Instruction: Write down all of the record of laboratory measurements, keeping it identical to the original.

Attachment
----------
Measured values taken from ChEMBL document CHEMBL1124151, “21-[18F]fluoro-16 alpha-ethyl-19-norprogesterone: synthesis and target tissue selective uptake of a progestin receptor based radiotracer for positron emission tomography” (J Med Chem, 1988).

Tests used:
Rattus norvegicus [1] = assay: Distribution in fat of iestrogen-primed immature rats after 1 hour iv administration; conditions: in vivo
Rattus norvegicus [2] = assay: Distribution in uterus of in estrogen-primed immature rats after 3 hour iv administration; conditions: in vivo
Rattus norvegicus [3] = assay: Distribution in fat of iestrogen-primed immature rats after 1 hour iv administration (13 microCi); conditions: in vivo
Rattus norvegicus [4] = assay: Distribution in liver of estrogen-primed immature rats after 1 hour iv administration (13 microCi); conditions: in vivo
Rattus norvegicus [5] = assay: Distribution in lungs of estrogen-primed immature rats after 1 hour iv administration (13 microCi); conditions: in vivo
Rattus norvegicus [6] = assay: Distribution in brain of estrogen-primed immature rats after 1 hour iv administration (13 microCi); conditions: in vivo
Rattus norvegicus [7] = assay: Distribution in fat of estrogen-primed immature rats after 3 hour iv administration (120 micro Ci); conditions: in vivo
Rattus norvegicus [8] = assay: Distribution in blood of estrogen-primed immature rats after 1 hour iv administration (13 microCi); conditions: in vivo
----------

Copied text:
Measured values taken from ChEMBL document CHEMBL1124151, “21-[18F]fluoro-16 alpha-ethyl-19-norprogesterone: synthesis and target tissue selective uptake of a progestin receptor based radiotracer for positron emission tomography” (J Med Chem, 1988).

Tests used:
Rattus norvegicus [1] = assay: Distribution in fat of iestrogen-primed immature rats after 1 hour iv administration; conditions: in vivo
Rattus norvegicus [2] = assay: Distribution in uterus of in estrogen-primed immature rats after 3 hour iv administration; conditions: in vivo
Rattus norvegicus [3] = assay: Distribution in fat of iestrogen-primed immature rats after 1 hour iv administration (13 microCi); conditions: in vivo
Rattus norvegicus [4] = assay: Distribution in liver of estrogen-primed immature rats after 1 hour iv administration (13 microCi); conditions: in vivo
Rattus norvegicus [5] = assay: Distribution in lungs of estrogen-primed immature rats after 1 hour iv administration (13 microCi); conditions: in vivo
Rattus norvegicus [6] = assay: Distribution in brain of estrogen-primed immature rats after 1 hour iv administration (13 microCi); conditions: in vivo
Rattus norvegicus [7] = assay: Distribution in fat of estrogen-primed immature rats after 3 hour iv administration (120 micro Ci); conditions: in vivo
Rattus norvegicus [8] = assay: Distribution in blood of estrogen-primed immature rats after 1 hour iv administration (13 microCi); conditions: in vivo